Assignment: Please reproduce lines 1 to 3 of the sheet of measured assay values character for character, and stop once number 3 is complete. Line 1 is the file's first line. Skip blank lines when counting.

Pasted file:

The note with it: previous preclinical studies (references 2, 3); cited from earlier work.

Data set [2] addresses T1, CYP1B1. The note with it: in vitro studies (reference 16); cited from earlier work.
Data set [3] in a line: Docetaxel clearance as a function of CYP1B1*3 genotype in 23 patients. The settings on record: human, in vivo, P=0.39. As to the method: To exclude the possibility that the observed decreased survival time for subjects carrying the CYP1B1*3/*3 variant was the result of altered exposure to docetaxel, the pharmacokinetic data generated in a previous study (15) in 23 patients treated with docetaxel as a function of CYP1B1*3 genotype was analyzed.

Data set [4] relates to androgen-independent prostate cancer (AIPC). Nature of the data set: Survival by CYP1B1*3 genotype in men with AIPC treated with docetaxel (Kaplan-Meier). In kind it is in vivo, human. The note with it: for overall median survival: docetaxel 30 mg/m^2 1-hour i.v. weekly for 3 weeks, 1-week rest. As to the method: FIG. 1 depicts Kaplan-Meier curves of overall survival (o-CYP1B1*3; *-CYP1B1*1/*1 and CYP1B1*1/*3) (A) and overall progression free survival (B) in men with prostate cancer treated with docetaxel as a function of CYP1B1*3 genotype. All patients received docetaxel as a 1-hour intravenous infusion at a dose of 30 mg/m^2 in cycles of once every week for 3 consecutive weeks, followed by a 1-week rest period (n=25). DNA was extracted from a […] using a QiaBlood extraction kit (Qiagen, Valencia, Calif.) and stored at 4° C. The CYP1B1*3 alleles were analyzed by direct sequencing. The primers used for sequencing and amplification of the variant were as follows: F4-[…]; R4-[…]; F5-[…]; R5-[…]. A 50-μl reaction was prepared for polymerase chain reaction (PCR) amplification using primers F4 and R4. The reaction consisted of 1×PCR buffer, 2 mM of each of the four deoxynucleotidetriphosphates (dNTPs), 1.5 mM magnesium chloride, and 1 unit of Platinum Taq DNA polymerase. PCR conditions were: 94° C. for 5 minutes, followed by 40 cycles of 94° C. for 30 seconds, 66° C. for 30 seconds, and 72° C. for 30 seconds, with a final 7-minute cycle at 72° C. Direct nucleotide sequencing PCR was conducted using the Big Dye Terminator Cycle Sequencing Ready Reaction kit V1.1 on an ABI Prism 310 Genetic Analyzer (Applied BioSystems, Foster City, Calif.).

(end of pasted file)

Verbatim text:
The note with it: previous preclinical studies (references 2, 3); cited from earlier work.

Data set [2] addresses T1, CYP1B1. The note with it: in vitro studies (reference 16); cited from earlier work.
Data set [3] in a line: Docetaxel clearance as a function of CYP1B1*3 genotype in 23 patients. The settings on record: human, in vivo, P=0.39. As to the method: To exclude the possibility that the observed decreased survival time for subjects carrying the CYP1B1*3/*3 variant was the result of altered exposure to docetaxel, the pharmacokinetic data generated in a previous study (15) in 23 patients treated with docetaxel as a function of CYP1B1*3 genotype was analyzed.